The SI-111, manufactured by Apogee, is a precision infrared radiometer that determines the surface temperature of an object without physical contact. It measures both the subject's surface temperature and the sensor-body temperature. A Campbell Scientific datalogger uses these measurements to calculate the correct temperature of the subject.Read More
The SI-111 consists of a thermopile, which measures surface temperature, and a thermistor, which measures sensor body temperature. The two temperature sensors are housed in a rugged aluminum body that contains a germanium window.
Both the thermopile and the thermistor output a millivolt signal that most of our dataloggers can measure. The datalogger uses the Stefan-Boltzman equation to correct for the effect of sensor body temperature on the target temperature. The corrected readings yield an absolute accuracy of ±0.2°C from -10° to 65°C.
Field of View (FOV)
The SI-111 has a 22 degree half angle field of view (FOV). The FOV is reported as the half-angle of the apex of the cone formed by the target (cone base) and the detector (cone apex). The target is a circle from which 98% of the radiation viewed by the detector is being emitted; see image.
Note: Prior to November 2008, the SI-111 was named the IRR-P.
|Input Power||2.5 V excitation (for thermistor)|
|Response Time||< 1 s (to changes in target temperature)|
|Target Temperature Output Signal||60 μV per °C difference from sensor body|
|Body Temperature Output Signal||0 to 2500 mV|
|Wavelength Range||8 to 14 μm (corresponds to atmospheric window)|
|Field of View (FOV)||22° half angle|
|Operating Temperature Range||-55° to +80°C|
|Operating Relative Humidity Range||0 to 100% RH|
|Cable Description||4.5 m (14.76 ft) twisted, shielded 4-conductor wire with Santoprene casing, ending in pigtails|
|Diameter||2.3 cm (0.9 in.)|
|Length||6 cm (2.4 in.)|
|Weight||190 g (6.7 oz)|
The SI-111 is often mounted to a CM202, CM204, or CM206 crossarm, a tripod or tower mast, or a user-supplied pole via a CM220 Right Angle Mount or CM230 Adjustable Inclination Mount. The SI-111 should be mounted perpendicular to the target surface. Therefore, the CM230 mount is recommended when the target surface is on an incline. The SI-111 may also be mounted directly to a user-supplied camera tripod.
|CR200(X) Series||CR800/CR850||CR1000||CR3000||CR9000X||CR6 Series||CR300 Series|
Number of FAQs related to SI-111: 8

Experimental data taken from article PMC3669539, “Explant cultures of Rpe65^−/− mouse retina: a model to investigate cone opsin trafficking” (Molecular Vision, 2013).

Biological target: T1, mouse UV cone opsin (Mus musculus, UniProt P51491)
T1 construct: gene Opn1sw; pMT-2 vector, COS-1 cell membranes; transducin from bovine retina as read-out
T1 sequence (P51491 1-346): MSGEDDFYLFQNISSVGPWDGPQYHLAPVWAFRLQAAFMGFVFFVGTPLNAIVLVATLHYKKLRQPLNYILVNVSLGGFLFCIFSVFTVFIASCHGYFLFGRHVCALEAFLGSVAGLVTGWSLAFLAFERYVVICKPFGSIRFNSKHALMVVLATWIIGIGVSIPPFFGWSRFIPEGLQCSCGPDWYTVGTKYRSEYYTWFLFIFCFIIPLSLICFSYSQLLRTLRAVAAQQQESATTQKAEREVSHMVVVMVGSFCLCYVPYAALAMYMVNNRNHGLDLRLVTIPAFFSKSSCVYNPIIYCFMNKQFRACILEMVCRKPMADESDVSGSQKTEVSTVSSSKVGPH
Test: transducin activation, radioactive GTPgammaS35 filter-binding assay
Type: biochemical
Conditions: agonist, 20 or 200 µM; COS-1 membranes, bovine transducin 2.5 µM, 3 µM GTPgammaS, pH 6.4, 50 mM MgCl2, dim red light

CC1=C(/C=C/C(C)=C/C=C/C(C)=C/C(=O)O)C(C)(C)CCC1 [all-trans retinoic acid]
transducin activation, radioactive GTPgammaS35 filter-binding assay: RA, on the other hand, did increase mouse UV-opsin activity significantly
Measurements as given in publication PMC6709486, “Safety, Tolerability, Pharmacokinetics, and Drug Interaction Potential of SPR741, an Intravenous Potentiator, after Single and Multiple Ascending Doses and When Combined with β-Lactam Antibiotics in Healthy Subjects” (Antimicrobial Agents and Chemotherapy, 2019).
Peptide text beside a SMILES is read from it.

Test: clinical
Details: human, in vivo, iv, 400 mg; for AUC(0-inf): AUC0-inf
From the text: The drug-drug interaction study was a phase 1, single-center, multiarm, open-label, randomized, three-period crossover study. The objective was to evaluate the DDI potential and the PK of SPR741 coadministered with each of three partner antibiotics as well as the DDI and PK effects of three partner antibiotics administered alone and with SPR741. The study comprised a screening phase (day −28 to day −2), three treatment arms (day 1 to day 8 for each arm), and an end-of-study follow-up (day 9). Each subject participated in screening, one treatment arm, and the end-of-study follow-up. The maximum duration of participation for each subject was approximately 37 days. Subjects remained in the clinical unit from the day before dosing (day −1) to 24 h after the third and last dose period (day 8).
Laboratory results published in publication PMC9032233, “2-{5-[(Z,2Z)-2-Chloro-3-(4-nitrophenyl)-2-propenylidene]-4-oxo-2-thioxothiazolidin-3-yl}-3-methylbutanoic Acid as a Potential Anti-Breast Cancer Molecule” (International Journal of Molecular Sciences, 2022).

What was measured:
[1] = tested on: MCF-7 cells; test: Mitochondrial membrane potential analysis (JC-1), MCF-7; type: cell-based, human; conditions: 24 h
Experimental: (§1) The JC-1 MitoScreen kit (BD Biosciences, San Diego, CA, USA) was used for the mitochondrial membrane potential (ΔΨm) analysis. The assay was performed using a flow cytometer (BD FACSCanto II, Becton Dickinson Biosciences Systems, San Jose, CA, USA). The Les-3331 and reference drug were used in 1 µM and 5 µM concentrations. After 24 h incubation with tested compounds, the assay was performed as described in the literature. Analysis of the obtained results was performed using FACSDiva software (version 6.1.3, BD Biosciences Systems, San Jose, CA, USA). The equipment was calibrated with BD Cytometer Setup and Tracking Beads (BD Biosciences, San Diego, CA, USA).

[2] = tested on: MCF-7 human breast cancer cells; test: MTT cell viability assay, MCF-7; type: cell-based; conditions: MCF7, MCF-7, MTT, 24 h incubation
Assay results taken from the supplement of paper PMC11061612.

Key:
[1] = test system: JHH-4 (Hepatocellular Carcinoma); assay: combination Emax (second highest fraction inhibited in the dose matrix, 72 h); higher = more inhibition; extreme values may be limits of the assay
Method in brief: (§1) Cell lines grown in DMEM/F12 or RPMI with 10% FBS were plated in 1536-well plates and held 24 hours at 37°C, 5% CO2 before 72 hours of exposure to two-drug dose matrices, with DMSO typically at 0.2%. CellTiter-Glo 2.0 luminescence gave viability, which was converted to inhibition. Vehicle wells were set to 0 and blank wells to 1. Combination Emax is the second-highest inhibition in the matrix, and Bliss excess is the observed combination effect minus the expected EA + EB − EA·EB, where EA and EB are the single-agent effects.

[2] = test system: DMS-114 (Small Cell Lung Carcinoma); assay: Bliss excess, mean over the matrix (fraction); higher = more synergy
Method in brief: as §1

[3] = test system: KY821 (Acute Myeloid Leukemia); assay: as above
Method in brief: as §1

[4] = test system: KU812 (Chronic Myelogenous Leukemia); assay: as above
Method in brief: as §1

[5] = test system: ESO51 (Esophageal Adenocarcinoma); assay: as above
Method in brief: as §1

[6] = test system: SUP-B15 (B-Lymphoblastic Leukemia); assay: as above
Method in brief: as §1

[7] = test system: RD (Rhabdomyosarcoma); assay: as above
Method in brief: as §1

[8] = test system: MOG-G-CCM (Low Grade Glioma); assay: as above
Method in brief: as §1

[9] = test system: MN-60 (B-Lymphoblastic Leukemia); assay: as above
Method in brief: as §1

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The window in the Apogee infrared sensor is inset and protected, but it can become partially blocked in three ways:
Clean the inner threads and sensor window using a cotton swab dipped in the appropriate solvent. For additional cleaning information, see the Maintenance section of the instruction manual.
As a general recommendation, recalibration should be done every two years.
There are two accuracy specifications listed for the SI-111:
Using a radiation shield with the sensor helps keep the sensor body temperature in close approximation to the ambient air temperature. Ultimately, the need to protect the sensor from short-wave radiation is dependent on what is being measured and under what conditions. For example, Campbell Scientific recommends using a radiation shield for canopy measurements.
The SI-111 has been successfully calibrated with a maximum cable length of 100 m without a loss in accuracy. Ideally, the sensor is calibrated with the overall cable length already configured. Our tests have shown, however, that adding a few meters of cable in the field has a negligible effect on the calibration, provided the measurement device has significantly high input impedance, such as with the CR1000.
The SI-111 can be used to measure a wide variety of surfaces, including water and snow. When measuring objects with low emissivity, however, it is particularly important to apply corrections to the measurement.
The information included on a calibration sheet differs with each sensor. For some sensors, the sheet contains coefficients necessary to program a datalogger. For other sensors, the calibration sheet is a pass/fail report.
Because of the loss of IR radiation, nearly all thermopile instruments typically have a negative offset. This offset is most easily visible at night-time, when a small negative value is read instead of zero. This same offset is present during the daytime, but it is not as visible because of the large solar signal.
Another common issue involves leveling an instrument. Leveling a thermopile instrument can cause errors in the direct beam component because the cosine response is not correct. These errors are more notable when the sun is close to the horizon because the angle is so shallow.
This depends on the information contained in the calibration sheet: